UX Design & Research Education


As an educator, I have practiced in universities, technical/career bootcamps, and the corporate environment.

I spend the bulk of my teaching time at the University of Colorado Denver. Since I started teaching in 2016, I’ve had more than 200 students attend my UX design and research classes who have subsequently graduated with a BFA or certificate in Digital Design. My students have gone on to start their UX careers at places like JP Morgan Chase, Hunter Douglas, Twilio, Spectrum, Ogilvy, Wayfair, Charles Schwab, Lowe’s, Workday, and Meow Wolf.

In the corporate world, I have created and executed training workshops to help bring UX design/research principles and techniques to product, business, and engineering teams.

My philosophy:

I believe that education is one of the best ways to catapult someone into financial success. My teaching goal at the university level is to ultimately prepare my students for competitive design roles by carefully balancing theory and practicum. I base my classroom assignments and discussions around what I see is needed in the professional UX workplace. Every assignment has a purpose: to get my students one step closer to landing a job. I take this so seriously that I have my students start building their design portfolio the very first week of class.

My role and responsibilities:

I’ve created a series of 3 classes that takes a UX design student from zero to hero. I have taught and adapted my instructional materials for in-person, hybrid, and remote formats.

Interactive I: UX design basics: digital product development, requirements gathering, low/mid/high fidelity prototyping, user research, and iterative design. View sample syllabus here.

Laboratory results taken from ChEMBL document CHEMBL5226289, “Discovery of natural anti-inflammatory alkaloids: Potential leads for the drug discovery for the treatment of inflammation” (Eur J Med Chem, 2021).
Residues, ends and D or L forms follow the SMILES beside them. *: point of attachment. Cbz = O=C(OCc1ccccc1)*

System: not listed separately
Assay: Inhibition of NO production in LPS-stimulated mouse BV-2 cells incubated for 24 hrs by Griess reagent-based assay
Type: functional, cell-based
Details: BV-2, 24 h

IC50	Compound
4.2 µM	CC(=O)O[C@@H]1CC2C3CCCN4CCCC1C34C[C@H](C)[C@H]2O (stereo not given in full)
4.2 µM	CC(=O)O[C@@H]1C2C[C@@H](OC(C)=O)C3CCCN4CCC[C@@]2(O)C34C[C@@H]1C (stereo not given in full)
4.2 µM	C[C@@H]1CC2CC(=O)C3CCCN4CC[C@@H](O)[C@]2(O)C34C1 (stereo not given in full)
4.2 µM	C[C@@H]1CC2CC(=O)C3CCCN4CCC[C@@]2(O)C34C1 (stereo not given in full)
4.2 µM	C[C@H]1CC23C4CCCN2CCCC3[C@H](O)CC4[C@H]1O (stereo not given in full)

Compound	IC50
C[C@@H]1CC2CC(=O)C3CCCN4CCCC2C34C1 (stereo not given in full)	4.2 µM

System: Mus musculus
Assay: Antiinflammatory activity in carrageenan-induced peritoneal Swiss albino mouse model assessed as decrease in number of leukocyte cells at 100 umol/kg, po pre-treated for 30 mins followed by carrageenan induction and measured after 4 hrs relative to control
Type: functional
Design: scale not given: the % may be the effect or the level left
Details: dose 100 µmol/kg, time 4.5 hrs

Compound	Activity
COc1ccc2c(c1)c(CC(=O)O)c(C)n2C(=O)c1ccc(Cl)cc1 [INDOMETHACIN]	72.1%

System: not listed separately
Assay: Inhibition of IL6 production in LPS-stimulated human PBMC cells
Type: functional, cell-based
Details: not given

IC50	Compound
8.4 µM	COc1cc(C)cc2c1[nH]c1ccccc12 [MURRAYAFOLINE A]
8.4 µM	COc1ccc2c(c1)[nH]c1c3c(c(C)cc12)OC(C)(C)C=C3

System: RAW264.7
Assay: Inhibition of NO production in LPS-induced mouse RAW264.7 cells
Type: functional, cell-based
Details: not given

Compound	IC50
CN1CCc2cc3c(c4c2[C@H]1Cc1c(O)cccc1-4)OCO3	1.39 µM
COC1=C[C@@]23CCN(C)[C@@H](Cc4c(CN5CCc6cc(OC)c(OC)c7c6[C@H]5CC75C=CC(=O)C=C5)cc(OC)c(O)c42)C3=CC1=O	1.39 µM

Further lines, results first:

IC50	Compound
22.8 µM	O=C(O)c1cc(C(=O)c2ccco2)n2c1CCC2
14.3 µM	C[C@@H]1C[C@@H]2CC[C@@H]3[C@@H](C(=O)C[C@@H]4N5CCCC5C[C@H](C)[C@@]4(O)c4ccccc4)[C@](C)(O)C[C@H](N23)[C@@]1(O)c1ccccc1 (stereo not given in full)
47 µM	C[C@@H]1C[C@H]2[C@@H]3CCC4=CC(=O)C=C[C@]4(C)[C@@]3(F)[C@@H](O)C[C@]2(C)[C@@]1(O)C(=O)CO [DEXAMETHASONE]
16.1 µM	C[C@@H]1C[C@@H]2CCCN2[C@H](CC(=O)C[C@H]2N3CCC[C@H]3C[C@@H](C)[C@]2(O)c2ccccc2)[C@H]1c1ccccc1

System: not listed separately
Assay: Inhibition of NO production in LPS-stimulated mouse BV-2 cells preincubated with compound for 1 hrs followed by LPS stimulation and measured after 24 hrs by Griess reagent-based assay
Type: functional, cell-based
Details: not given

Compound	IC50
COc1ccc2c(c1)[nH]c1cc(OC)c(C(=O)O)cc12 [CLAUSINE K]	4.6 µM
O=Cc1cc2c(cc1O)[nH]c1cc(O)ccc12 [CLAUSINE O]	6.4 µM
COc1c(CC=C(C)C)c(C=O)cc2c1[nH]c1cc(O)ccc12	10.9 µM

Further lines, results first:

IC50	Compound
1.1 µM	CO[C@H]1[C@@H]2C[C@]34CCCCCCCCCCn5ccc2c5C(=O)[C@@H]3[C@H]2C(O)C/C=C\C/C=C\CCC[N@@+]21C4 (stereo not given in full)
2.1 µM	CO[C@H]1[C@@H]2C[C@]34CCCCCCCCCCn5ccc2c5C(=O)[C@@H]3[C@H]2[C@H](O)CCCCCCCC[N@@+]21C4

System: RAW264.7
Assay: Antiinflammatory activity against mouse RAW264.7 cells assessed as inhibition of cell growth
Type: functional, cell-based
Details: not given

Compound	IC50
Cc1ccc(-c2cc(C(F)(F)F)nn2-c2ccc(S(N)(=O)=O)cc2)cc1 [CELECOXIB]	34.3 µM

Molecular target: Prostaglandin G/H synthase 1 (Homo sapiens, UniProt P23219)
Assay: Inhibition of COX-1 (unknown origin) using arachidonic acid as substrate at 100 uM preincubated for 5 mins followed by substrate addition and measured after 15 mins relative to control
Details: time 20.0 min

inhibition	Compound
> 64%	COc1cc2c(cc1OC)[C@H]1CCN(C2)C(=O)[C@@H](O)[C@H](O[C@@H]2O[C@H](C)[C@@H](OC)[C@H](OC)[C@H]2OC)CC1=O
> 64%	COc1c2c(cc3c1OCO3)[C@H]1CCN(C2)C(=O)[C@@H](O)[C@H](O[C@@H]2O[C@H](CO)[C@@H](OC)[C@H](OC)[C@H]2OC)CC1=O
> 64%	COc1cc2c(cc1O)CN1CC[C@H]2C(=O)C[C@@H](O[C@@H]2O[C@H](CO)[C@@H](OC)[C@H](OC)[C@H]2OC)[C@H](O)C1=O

Interactive II: Responsive UX design basics: project definition and simultaneously designing mobile, tablet, and desktop products. The themes of inclusivity and accessible design is covered towards the end of the semester. This course also includes a career preparation module since this is the last degree-required course in my UX program. View sample syllabus here.

Interactive III: Experimental design thinking. In previous years we’ve focused on Internet of Things/connected design, voice interfaces, chatbots, and explore topics related to futurism and ethics. This is an elective class and is the most fun since we get to explore interactive design beyond the pixel. View sample syllabus here.

My pre-recorded lectures are publicly available on YouTube. Here is a sample playlist. You can head over to my student-specific page for more details.

In the news:

Amazon designer brings industry experience to classroom
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This is definitely the droid you are looking for

Student feedback:

Students submit formal course evaluations. Here is some of the feedback they’ve provided on my courses: